If you're reading this, that probably means you've got another window or tab open with some Java code that uses a double-colon notation that looks something like this:


And you're asking yourself: "What is this thing?"

Or maybe you're trying to use that double-colon notation in your own code and getting compilation errors. You're here because you're wondering why.

In either case, I'll answer your question. Because I'm cool like that.

It's Called a Method Reference

That notation that you're looking at is called a method reference. It's a special type of lambda expression that you can include in your Java code.

Why would you want to include it? To tighten your code up a bit and make it easier to read. It's really no more complicated than that.

Just keep in mind that it's a substitute for a lambda expression. So you can't use it just anywhere. You can only use it where you use lambda expressions.

That, by the way, might be the reason that you're seeing a compilation error. You're trying to use a method reference in a place that doesn't require a functional interface. The compiler will complain about that every time.

Let me show you where you can use it.

Look for a Function Parameter

Whenever you see a Function as the sole parameter (or one of the parameters) in a method signature, that's a dead giveaway that you can use a method reference there.

Consider the map() method from the Java Stream API as an example. The signature looks like this:

map(Function<? super T,? extends R> mapper)

Let's leave alone the complexities associated with the type parameters for the moment. Just focus on the single type inside the parentheses. It's a Function.

And that means you can use a method reference there.

Let me show you an example using the following model class:

public class Employee {

    private String id;    
    private String lastName;
    private String firstName;

//getters and setters


Create some test data with this code:

List<Employee> employees = new ArrayList<>();

Employee employee1 = new Employee();

Employee employee2 = new Employee();

Employee employee3 = new Employee();

Now with all of that in place, take a look at this use of the Stream API:

List<String> lastNames = employees


That's going to give you the following output:

[Smith, Cheshire, Kin]

So let me explain what happened.

Hone in on the method reference. That's the Employee::getLastName bit in the map() invocation.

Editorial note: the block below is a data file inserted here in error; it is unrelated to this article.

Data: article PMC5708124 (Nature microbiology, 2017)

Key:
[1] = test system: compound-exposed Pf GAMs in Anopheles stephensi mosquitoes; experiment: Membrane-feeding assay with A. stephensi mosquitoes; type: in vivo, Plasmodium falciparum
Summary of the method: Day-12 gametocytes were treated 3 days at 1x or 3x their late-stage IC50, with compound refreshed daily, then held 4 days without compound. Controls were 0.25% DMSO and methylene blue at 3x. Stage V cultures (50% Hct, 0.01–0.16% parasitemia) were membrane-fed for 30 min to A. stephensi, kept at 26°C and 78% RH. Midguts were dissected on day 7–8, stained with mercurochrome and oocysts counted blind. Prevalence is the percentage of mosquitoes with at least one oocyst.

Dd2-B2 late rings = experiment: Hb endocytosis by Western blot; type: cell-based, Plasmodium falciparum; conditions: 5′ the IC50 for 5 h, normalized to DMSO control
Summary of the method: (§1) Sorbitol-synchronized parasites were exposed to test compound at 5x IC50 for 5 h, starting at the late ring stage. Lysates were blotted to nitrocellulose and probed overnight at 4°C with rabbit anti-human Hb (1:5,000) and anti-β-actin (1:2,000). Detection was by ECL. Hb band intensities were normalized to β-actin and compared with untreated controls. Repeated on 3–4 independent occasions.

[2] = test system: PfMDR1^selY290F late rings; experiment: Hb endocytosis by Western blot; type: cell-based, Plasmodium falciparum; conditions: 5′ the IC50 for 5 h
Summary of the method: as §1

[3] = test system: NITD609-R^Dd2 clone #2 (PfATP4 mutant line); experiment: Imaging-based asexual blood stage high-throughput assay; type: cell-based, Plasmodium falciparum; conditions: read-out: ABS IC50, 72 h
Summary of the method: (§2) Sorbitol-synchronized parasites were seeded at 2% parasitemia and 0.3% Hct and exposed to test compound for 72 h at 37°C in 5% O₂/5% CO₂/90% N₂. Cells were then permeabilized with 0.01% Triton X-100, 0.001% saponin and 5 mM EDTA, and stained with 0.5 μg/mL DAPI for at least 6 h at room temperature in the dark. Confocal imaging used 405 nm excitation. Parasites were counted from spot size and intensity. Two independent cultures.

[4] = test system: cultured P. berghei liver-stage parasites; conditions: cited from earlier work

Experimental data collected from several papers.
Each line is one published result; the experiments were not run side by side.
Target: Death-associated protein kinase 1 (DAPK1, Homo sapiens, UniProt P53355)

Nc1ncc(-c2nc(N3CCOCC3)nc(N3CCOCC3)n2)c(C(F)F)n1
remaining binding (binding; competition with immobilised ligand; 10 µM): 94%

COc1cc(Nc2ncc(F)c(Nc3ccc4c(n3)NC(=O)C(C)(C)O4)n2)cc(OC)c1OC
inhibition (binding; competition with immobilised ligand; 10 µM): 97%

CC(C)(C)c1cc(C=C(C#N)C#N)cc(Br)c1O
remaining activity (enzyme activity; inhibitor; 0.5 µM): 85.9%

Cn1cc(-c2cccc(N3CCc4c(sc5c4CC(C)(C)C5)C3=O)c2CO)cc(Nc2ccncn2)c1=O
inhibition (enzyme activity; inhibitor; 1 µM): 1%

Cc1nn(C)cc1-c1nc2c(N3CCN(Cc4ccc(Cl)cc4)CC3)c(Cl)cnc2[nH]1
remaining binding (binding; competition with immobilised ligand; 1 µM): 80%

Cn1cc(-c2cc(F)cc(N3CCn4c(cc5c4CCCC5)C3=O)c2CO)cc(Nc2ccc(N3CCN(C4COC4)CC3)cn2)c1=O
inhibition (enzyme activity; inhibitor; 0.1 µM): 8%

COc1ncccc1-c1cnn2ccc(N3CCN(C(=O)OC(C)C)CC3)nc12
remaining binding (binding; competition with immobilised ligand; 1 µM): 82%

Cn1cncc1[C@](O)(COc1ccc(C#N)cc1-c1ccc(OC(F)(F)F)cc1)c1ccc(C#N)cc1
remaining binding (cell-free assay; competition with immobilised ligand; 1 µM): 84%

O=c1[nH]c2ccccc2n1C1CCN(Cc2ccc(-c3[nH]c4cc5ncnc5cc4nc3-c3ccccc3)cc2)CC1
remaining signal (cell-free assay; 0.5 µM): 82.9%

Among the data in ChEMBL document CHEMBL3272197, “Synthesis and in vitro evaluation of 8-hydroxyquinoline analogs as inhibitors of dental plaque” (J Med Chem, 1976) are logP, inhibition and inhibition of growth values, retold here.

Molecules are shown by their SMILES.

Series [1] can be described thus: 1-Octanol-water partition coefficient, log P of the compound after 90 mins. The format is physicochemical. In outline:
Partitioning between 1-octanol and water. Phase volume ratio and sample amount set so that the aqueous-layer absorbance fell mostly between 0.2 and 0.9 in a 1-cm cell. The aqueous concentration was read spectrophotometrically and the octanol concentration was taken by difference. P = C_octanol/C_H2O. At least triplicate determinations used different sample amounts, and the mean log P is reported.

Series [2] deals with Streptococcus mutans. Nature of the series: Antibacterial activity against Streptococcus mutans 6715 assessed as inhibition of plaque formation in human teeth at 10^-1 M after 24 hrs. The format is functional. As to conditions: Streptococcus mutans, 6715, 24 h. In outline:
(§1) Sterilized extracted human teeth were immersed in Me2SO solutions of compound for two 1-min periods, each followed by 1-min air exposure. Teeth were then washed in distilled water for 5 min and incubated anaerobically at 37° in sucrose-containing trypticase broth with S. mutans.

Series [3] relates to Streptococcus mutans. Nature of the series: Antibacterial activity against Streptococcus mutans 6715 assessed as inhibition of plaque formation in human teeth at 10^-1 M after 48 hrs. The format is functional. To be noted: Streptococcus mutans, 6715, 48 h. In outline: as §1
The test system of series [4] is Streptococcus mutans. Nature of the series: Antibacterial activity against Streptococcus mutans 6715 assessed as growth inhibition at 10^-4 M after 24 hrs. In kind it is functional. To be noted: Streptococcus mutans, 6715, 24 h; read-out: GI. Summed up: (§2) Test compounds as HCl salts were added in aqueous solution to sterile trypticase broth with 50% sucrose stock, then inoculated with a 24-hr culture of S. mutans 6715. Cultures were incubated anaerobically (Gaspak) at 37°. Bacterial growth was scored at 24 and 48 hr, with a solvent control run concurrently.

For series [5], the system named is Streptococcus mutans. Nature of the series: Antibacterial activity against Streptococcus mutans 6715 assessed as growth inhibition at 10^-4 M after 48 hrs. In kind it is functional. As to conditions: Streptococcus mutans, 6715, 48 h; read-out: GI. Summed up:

For starters, note that you'll use method references with the class name. Not the object name.

You might be tempted to try the above code with employee::getLastName. But that won't work.

Next, you identify the method name after the double-colon but you don't include parentheses. That's important, too.

So this won't work: Employee::getLastName().

Just leave it exactly as you see it above.

What's going on inside that map() method is it's mapping the entire Employee object to just the employee's last name.

That method reference, by the way, is equivalent to this code:

List<String> lastNames = employees
                            .map(employee -> employee.getLastName())

That map() invocation uses the "traditional" type of lambda expression. It will produce the same output as the example with the method reference.

Look for a Consumer Parameter

If you're familiar with the forEach() method, then you probably know it accepts a Consumer as its sole parameter.

And guess what? That means you can use a method reference there as well.

That's because Consumer, like Function, is a functional interface.

The difference is that Consumer doesn't return anything whereas Function does.

So now take that List of last names you got from the previous code block and do this with it:


That's going to give you this output:


Note that they're on different lines. That's because the code calls the System.out.println() method for each and every object in the list. And that method, by definition, puts everything on its own line.

And once again note the use of double colons. This time it's after System.out. That's going to return the standard print stream. From there, the code just invokes println with no parentheses again.

Static Methods

By the way: that last example brings up a great point. You can use method references with static methods. You don't have to use them only on instances.

System.out, for example, is a static reference. And yet the code above works beautifully.

So don't think that you're required to create an instance of anything if you want to use method references. 

Any Functional Interface

You can use method references with any functional interface. Feel free to use them as you see fit.

But again: you can't use them in a method that doesn't accept a functional interface as one of its parameters. That's a violation.

Feel free to experiment with different functional interfaces and use different types of method references until you get the "feel" of how to work with them.

Yes, Constructors Too

You can create an empty object with a method reference as well. The code for that looks something like this:


You'll need to do that on an object that accepts an empty constructor or the compiler will complain. But it works just fine otherwise.

You'll find that you often want to go that route when you're required to use a Supplier with a method you're calling.

Wrapping It Up

Now you know a little bit more about method references in the Java programming language.

Play around a bit. Use different methods with different functional interfaces to fully understand how you can write more concise, easier-to-read code.

Have fun!

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